OSHA Issues Rule on COVID-19 Vaccine Mandate

Washington, DC — The Occupational Safety and Health Administration (OSHA) published its highly anticipated coronavirus Emergency Temporary Standard (ETS) on Thursday, Nov. 4.

Under the standard, employers that have a collective number of employees in all facilities across the country that add up to 100 or more “must develop, implement and enforce” a mandatory COVID-19 vaccination policy or adopt a policy that requires employees to choose to be vaccinated or undergo regular COVID-19 testing and wear a face covering at work.

In addition to the vaccination or testing policies, employers must also ensure that workers receive paid time to get vaccinated or tested. They also should be compensated for their time if they have side effects from the vaccine.

The agency said it estimates the new ETS will help to protect more than 84 million workers from COVID-19.

According to an OSHA fact sheet issued on Nov. 4, the deadline for workers to receive their shots will be Jan. 4, 2022.

The fact sheet also notes that the new rules “preempt any inconsistent state or local laws, including laws that ban or limit an employer’s authority to require vaccination, masks, or testing.” A state can avoid preemption ONLY if it submits and receives federal approval to operate a State OSH Plan agency.

Those agencies are required to adopt an ETS that is “at least as effective” as the Federal standard. So, for “state-plan” states, the state OSH agencies will need to adopt amendments that reflect these new vaccination and testing requirements within 30 days. Thus, state plan states may have more time for implementation.

Importantly, while the testing requirement for unvaccinated workers will begin after Jan. 4, employers must be in compliance with all other requirements on Dec. 5. If a business fails to comply with the rule, they could face fines up to $14,000 per violation, according to initial reports on the new rule.

In summary, the “COVID-19 Vaccination and Testing ETS” requires employers with 100 or more employees (including part-time, seasonal or temporary employees employed directly by the company, not a staffing agency) to do the following:

  • Get their employees vaccinated by Jan. 4 and require unvaccinated employees to produce a negative test on at least a weekly basis: All covered employers must ensure that their employees have received the necessary shots to be fully vaccinated – either two doses of Pfizer or Moderna, or one dose of Johnson & Johnson – by Jan. 4, 2022. After that, all covered employers must ensure that any employees who have not received the necessary shots begin producing a verified negative test to their employer on at least a weekly basis, and they must remove from the workplace any employee who receives a positive COVID-19 test or is diagnosed with COVID-19 by a licensed health care provider. The ETS states that a COVID-19 test cannot be both self-administered and self-read unless observed by the employer or an authorized telehealth proctor. The ETS outlines the wide variety of tests that comply with the standard. Given that vaccines are safe, free, and the most effective way for workers to be protected from COVID-19 transmission at work, the ETS does not require employers to provide or pay for tests. Employers may be required to pay for testing because of other laws or collective bargaining agreements.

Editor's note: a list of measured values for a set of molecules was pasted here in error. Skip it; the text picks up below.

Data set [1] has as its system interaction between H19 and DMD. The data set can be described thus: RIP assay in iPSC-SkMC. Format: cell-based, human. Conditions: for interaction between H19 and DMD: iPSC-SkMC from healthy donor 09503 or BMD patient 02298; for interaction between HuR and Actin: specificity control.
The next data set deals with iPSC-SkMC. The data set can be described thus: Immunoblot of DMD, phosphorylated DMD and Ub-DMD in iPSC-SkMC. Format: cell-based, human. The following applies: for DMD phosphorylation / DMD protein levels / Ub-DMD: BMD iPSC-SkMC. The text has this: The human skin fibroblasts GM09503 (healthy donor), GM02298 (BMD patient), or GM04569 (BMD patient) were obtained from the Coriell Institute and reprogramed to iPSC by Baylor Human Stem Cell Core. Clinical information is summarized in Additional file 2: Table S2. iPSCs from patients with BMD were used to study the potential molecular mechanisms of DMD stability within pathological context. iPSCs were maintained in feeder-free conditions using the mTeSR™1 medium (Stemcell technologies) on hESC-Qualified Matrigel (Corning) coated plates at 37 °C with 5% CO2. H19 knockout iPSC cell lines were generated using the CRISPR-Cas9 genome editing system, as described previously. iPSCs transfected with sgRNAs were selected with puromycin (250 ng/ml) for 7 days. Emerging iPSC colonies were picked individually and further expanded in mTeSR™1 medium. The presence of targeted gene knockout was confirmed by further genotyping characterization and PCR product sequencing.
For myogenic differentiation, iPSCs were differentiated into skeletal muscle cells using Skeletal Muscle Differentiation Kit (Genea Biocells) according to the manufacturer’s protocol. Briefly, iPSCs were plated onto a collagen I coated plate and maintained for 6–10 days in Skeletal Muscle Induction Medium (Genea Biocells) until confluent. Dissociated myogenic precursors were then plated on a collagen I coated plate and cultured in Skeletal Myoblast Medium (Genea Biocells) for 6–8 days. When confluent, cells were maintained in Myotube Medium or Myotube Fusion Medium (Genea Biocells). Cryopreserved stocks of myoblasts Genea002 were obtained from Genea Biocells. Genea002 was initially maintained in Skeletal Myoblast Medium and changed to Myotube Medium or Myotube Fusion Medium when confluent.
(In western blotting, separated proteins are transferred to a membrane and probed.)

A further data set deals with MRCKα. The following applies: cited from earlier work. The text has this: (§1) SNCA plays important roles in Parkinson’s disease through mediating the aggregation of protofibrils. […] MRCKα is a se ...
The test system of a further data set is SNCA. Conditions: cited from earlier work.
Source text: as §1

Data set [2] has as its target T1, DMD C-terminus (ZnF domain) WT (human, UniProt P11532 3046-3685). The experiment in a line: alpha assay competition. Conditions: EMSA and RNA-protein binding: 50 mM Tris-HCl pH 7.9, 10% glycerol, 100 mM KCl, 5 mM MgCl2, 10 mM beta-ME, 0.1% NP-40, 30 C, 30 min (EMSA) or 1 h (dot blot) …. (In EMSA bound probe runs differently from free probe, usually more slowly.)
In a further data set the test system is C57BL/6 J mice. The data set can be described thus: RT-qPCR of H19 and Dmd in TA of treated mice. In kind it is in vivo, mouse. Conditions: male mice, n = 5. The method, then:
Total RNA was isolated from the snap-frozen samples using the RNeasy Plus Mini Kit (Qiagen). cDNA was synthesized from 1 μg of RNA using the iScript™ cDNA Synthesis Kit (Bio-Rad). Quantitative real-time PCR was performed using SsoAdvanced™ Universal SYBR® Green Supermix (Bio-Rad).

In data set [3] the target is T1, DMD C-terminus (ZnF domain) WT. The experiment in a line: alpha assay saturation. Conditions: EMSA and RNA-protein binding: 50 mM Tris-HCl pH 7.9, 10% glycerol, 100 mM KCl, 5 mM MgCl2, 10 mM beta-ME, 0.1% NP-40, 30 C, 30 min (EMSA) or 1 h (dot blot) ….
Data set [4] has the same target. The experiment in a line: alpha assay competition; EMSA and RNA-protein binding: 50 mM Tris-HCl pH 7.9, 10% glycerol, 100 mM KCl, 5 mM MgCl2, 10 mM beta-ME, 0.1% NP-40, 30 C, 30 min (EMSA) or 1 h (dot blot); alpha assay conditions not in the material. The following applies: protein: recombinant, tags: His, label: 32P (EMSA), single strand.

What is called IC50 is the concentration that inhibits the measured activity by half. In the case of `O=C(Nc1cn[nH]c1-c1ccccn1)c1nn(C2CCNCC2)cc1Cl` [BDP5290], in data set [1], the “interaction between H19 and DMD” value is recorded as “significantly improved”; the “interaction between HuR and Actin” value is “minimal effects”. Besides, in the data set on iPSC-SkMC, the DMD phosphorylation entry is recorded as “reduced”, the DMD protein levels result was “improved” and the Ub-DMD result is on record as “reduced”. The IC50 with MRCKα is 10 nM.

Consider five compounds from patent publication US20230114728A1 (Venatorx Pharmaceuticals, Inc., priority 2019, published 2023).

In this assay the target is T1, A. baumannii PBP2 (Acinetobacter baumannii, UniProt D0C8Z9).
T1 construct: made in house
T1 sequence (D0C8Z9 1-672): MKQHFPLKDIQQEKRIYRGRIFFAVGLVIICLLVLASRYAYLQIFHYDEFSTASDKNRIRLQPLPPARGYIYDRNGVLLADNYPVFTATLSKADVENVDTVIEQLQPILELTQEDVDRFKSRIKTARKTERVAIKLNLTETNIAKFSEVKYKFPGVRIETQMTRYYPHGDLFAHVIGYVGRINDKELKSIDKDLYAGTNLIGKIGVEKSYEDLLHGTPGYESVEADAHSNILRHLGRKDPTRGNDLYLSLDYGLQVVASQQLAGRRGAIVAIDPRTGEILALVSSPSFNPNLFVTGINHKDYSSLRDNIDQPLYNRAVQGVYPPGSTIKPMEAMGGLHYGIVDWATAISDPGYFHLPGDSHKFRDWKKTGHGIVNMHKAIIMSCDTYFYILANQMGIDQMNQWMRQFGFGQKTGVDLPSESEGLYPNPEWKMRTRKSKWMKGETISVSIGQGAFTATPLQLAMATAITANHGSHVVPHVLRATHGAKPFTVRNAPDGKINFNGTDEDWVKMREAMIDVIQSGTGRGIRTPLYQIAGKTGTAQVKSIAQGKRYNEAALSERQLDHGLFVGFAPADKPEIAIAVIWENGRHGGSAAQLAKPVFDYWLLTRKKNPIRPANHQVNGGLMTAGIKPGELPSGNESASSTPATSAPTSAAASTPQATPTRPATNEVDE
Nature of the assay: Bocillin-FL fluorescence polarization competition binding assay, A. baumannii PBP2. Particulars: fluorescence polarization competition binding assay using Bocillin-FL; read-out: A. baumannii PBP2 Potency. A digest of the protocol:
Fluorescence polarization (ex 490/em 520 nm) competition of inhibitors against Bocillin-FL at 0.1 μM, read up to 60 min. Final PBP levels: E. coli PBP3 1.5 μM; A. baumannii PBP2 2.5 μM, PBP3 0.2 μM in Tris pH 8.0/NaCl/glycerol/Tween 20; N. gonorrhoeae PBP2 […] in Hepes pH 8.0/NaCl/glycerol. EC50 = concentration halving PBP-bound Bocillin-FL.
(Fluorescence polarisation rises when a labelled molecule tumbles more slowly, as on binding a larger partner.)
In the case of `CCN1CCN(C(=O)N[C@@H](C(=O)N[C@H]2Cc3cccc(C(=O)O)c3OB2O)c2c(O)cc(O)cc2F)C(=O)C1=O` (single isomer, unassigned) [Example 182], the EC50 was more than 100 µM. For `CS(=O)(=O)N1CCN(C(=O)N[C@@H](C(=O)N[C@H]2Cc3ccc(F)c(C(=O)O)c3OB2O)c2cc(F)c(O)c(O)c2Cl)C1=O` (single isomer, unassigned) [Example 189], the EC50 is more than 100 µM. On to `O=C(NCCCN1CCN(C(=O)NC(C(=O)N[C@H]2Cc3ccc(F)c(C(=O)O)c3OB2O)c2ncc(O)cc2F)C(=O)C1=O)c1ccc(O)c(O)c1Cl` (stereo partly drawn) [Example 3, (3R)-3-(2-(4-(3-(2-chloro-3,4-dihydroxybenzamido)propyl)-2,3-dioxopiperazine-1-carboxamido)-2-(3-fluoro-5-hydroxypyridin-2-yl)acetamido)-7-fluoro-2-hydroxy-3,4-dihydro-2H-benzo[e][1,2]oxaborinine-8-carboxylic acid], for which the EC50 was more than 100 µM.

• Pay employees for the time it takes to get vaccinated: All covered employers are required to provide paid time for their employees to get vaccinated and, if needed, sick leave to recover from side effects that keep them from working.
  • Ensure all unvaccinated employees are masked: All covered employers must ensure that unvaccinated employees wear a face mask while in the workplace.
  • Keep records and comply by Dec. 5: Employers are subject to requirements for reporting and recordkeeping. Specifically, employers must maintain a record of each test result provided by each employee or obtained during tests conducted by the employer. However, while employers are required by OSHA to keep employees’ medical records for 30 years, vaccination information required by the ETS is exempt from this rule.

While the testing requirement for unvaccinated workers will begin after Jan. 4, employers must be in compliance with all other requirements – such as providing paid-time for employees to get vaccinated and masking for unvaccinated workers – on Dec. 5.

- From the Nov. 5 NGFA Newsletter